Scientists search for brain center responsible for tinnitus
For the more than 50 million Americans who experience the phantom sounds of tinnitus -- ringing in the ears that can range from annoying to debilitating -- certain well-trained rats may be their best hope for finding relief.
Researchers at the University at Buffalo have studied the condition for more than 10 years and have developed these animal models, which can “tell” the researchers if they are experiencing tinnitus.
These scientists now have received a $2.9 million five-year grant from the National Institutes of Health to study the brain signals responsible for creating the phantom sounds, using the animal models, and to test potential therapies to quiet the noise.
The research will take place at the Center for Hearing and Deafness, part of the Department of Communicative Disorders and Sciences in the university’s College of Arts and Sciences. Richard Salvi, Ph.D., director of the center, is principal investigator. Scientists from UB’s Department of Nuclear Medicine and from Roswell Park Cancer Institute in Buffalo are major collaborators on portions of the project.
Tinnitus is caused by continued exposure to loud noise, by normal aging and, to a much lesser extent, as a side effect of taking certain anti-cancer drugs. It is a major concern in the military: 30 percent of Iraq and Afghanistan combat veterans suffer from the condition.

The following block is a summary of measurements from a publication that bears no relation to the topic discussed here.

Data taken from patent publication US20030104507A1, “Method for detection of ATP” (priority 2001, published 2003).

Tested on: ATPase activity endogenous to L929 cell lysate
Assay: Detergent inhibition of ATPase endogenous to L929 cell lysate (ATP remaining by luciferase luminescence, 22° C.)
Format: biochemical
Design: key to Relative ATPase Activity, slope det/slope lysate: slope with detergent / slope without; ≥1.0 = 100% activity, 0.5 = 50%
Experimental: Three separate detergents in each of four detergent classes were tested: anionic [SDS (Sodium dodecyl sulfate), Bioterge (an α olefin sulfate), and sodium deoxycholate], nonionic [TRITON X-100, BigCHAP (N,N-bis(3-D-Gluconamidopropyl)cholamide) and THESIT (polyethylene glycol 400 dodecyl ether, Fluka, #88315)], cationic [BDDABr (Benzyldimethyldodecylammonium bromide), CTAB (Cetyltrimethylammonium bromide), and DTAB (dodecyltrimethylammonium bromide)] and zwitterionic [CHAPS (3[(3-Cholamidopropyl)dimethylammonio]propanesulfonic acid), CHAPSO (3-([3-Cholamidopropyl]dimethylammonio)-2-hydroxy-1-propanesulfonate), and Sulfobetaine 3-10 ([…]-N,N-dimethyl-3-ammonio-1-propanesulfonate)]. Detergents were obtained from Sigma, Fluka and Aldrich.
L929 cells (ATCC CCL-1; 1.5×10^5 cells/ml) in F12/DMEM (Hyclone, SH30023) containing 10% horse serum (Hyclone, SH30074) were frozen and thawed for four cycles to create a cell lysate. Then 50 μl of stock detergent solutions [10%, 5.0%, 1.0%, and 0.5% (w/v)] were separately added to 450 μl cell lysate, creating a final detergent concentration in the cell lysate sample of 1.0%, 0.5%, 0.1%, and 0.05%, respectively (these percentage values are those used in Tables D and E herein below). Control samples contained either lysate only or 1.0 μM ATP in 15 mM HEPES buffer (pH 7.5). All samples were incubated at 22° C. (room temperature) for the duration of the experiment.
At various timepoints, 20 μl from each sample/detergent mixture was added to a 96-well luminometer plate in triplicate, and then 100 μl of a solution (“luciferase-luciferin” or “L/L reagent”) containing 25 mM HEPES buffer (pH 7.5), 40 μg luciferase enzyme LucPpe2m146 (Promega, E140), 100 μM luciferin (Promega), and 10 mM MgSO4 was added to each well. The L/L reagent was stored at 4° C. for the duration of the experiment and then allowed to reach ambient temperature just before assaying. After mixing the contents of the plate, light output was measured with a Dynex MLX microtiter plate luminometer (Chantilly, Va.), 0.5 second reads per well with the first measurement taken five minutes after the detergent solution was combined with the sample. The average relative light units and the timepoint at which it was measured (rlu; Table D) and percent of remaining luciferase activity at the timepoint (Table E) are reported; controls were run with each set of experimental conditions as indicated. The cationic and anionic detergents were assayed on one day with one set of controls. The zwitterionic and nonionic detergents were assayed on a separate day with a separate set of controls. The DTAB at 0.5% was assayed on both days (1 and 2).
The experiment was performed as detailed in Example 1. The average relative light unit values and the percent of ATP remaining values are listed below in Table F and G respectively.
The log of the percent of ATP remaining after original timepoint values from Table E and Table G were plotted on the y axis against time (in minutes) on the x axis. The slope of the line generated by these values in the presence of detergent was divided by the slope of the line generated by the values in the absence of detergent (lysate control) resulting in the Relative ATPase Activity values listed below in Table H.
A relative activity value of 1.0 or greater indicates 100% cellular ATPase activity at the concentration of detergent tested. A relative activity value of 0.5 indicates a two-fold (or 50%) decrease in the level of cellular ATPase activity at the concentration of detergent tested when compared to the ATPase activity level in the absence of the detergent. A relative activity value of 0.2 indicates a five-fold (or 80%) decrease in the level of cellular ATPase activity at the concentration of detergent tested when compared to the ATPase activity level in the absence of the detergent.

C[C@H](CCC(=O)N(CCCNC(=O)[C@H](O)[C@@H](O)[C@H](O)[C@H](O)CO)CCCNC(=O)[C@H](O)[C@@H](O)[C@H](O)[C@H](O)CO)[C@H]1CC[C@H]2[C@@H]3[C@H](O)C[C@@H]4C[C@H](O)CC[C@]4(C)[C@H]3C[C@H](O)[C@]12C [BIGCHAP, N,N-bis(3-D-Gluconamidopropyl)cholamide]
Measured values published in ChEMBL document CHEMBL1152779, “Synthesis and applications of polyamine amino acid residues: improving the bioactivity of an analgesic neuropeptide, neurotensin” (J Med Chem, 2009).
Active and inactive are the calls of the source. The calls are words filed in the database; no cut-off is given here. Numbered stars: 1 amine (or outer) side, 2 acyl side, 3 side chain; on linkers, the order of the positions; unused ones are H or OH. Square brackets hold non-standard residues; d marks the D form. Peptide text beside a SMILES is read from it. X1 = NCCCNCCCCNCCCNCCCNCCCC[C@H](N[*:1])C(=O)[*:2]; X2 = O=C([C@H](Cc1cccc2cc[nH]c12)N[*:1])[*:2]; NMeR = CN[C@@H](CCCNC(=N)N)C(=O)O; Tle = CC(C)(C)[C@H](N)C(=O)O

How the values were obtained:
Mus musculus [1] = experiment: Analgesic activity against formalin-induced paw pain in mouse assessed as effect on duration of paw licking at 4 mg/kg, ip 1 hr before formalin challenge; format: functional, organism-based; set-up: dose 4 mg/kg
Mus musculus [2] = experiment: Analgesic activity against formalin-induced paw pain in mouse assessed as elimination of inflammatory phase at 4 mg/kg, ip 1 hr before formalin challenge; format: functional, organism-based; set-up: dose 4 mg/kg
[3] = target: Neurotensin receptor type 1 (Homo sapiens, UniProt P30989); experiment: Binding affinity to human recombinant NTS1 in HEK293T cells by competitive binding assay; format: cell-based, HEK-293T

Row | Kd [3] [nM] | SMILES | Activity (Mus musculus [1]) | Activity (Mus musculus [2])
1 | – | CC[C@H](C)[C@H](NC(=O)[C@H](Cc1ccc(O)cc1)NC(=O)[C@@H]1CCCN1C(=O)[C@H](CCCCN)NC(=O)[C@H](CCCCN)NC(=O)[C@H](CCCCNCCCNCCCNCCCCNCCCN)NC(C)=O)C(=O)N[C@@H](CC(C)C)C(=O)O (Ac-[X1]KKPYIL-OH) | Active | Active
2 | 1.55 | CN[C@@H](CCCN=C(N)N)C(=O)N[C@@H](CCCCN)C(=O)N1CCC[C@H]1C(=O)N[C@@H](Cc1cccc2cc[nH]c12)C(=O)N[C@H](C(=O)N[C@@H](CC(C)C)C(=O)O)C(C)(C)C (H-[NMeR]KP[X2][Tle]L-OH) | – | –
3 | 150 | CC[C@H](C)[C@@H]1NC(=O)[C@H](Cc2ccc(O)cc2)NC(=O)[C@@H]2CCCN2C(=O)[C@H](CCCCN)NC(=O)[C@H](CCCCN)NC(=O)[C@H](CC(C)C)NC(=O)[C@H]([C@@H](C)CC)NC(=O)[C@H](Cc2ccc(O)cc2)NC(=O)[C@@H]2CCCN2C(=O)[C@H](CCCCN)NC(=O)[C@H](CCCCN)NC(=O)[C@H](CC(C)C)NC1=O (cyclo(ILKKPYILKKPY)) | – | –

“For many years it was thought that the buzzing or ringing sounds heard by people with tinnitus originated in the ear,” Salvi said. “But by using positron emission tomography [known as PET scanning] to view the brain activity of people with tinnitus at UB, we’ve been able to show that these phantom auditory sensations originated somewhere in brain, not in the ear. That changed the whole research approach.”
Salvi and colleagues discovered that when the brain’s auditory cortex begins receiving diminished neural signals from the cochlea, the hearing organ, due to injury or age, the auditory cortex “turns up the volume,” increasing weak neural signals from the cochlea. Increasing the volume of these weak signals may be experienced as the buzzing, ringing, or hissing characteristic of tinnitus. Currently there is no drug or treatment that can abolish these phantom sounds.
Over the past decade, Salvi’s team has developed the animal models, allowing the researchers to explore the neurophysiological and biological mechanisms associated with tinnitus, the major focus of this new study. Ed Lobarinas, Ph.D., and Wei Sun, Ph.D., in the Department of Communicative Disorders and Sciences, developed the models.
One of the major goals of the project is to try to identify the neural signature of tinnitus -- what aberrant pattern of neural activity in the auditory cortex is associated with the onset of tinnitus. In another study phase, the researchers will assess neural activity throughout the entire brain using a radioactive tracer, fluorodeoxyglucose (FDG), which is taken up preferentially into regions of the brain that are highly active metabolically.
The third phase of the study involves the use of potential therapeutic drugs to suppress salicylate- or noise-induced tinnitus. In early studies, the researchers have been able to modulate some ion channels with one unique compound, and have been able to completely eliminate aspirin-induced tinnitus using the highest doses of the compound. This phase involves collaboration with scientists at NeuroSearch Pharmaceuticals in Denmark.
Source: University at Buffalo